Mercy Health Confirms Talks With St. Vincent Over Hot Springs Hospital

Mercy Health on Tuesday confirmed an Arkansas Business report that said St. Vincent Health System of Little Rock had made a formal bid to acquire Mercy Health Hot Springs.

In a short statement, Mercy said it is in discussions "toward a letter of intent" with Catholic Health Initiatives, which owns St. Vincent.

"Mercy Health and Catholic Health Initiatives (CHI) are in discussion toward a letter of intent. The agreement would consider a possible transfer of sponsorship of Mercy Hot Springs hospital and physician clinic to CHI and its affiliate, St. Vincent Health System in Little Rock," the statement said.

On Monday, Arkansas Business reported in the "Whispers" section of its print edition that the two were in talks. At the time, Barb Meyer, a spokeswoman for Mercy in Chesterfield, Mo., said the health system didn't "have any definitive plans at this point" and wouldn't confirm that St. Vincent had made an offer.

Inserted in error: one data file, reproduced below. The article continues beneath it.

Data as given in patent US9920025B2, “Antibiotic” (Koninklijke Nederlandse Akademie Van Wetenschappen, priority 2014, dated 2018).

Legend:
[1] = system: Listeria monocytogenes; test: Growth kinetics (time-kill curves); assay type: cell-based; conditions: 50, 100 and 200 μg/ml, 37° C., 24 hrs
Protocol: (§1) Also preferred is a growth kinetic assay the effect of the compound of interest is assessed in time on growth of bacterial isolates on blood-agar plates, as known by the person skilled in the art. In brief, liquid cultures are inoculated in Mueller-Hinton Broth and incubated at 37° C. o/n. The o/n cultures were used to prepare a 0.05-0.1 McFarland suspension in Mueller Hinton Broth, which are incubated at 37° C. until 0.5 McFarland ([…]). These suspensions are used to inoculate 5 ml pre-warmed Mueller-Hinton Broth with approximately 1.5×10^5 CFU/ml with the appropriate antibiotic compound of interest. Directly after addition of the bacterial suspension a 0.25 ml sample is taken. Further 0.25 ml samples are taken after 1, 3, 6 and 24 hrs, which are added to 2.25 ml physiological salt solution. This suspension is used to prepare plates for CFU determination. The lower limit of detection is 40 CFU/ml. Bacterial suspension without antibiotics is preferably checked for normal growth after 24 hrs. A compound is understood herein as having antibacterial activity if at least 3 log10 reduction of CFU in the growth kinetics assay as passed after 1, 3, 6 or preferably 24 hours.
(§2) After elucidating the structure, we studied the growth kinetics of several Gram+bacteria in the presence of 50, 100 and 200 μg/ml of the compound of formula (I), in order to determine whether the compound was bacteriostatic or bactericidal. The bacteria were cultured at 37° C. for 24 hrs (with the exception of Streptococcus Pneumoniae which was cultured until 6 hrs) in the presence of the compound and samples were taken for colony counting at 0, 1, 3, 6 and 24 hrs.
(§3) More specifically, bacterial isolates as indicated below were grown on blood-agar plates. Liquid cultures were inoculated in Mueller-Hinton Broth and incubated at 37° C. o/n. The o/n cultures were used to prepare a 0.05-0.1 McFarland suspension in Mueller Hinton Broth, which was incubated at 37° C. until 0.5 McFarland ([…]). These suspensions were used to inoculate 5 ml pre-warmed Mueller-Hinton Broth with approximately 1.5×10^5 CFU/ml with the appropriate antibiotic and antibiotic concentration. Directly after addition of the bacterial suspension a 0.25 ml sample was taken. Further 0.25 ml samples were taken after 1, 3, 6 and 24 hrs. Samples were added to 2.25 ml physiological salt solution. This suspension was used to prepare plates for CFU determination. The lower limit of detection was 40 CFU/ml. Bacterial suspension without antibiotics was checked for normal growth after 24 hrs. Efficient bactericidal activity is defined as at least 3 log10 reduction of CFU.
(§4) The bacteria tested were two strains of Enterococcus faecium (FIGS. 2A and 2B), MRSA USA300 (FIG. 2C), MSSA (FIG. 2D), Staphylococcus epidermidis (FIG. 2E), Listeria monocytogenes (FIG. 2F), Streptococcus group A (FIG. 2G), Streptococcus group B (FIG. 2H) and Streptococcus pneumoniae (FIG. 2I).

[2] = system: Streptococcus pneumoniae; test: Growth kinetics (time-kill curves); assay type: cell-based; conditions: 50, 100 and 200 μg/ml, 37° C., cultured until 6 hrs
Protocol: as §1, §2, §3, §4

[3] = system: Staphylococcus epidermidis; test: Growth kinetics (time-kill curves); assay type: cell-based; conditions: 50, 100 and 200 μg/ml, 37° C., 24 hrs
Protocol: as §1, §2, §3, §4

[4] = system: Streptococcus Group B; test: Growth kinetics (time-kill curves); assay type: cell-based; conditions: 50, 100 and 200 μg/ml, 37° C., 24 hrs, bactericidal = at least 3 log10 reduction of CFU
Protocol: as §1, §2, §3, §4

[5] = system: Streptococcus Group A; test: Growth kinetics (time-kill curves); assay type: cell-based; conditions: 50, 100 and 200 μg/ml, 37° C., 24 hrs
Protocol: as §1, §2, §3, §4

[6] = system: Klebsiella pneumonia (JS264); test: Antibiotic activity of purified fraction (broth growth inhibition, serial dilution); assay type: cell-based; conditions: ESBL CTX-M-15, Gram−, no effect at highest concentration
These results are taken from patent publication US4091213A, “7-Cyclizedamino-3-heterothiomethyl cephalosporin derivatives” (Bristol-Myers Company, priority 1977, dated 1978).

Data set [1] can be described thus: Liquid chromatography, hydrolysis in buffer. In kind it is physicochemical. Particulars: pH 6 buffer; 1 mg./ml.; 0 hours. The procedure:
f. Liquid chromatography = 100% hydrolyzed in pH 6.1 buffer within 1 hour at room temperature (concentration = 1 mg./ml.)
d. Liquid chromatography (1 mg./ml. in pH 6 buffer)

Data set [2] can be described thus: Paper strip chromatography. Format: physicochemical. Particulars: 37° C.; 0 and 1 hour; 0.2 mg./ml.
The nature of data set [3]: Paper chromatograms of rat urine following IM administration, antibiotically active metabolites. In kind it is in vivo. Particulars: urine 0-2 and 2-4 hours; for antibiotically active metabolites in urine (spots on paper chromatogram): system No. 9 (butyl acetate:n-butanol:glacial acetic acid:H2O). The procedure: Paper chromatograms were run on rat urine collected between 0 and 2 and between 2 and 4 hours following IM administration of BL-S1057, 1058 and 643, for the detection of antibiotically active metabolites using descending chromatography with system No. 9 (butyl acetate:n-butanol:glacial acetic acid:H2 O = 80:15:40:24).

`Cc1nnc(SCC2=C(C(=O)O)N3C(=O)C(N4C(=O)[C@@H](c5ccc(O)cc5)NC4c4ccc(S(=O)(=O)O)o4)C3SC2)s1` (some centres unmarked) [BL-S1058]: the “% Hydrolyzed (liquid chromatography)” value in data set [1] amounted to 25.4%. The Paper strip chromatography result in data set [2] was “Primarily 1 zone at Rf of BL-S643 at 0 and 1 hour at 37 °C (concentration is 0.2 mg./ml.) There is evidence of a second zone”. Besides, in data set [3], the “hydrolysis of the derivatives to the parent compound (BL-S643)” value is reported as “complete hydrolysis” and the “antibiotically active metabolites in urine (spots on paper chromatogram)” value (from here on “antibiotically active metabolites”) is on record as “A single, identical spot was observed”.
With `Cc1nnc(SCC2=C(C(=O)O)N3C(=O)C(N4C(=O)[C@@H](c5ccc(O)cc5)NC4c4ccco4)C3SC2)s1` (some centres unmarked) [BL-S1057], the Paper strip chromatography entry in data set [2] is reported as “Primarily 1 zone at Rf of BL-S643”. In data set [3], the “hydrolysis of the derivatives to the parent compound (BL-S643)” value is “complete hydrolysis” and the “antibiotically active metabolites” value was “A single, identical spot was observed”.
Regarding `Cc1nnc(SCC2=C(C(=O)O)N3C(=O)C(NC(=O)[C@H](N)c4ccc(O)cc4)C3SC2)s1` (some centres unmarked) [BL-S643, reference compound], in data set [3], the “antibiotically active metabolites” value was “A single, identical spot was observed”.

St. Vincent President and CEO Peter Banko also declined comment.

Word of the talks comes two and half months after Mercy's plan to sell its Hot Springs hospital to Capella Healthcare of Franklin, Tenn., which operates National Park Medical Center across town, fell through. The parties scuttled the merger when the Federal Trade Commission said it didn’t support it.

In July, Mercy said it was still seeking a buyer for Mercy Hot Springs, which includes the 282-bed hospital and 80-physician clinic.

St. Vincent would appear to be an ideal mate. Both Mercy and St. Vincent are private, Catholic-owned institutions.

The deal is also exceedingly less complex than one St. Vincent had been exploring with the University of Arkansas for Medical Sciences, another proposal that was dropped this year. The two health systems, each with a major hospital in Little Rock, had begun exploring what was variously described as an affiliation or alliance in August 2012

Also Tuesday, National Park Medical Center announced an expansion plan with estimated costs of $40 million to $45 million.

The hospital says it hopes to expand its offerings in cardiology, medical imaging, emergency services, outpatient services, surgery and women's services.

(The Associated Press contributed to this report.)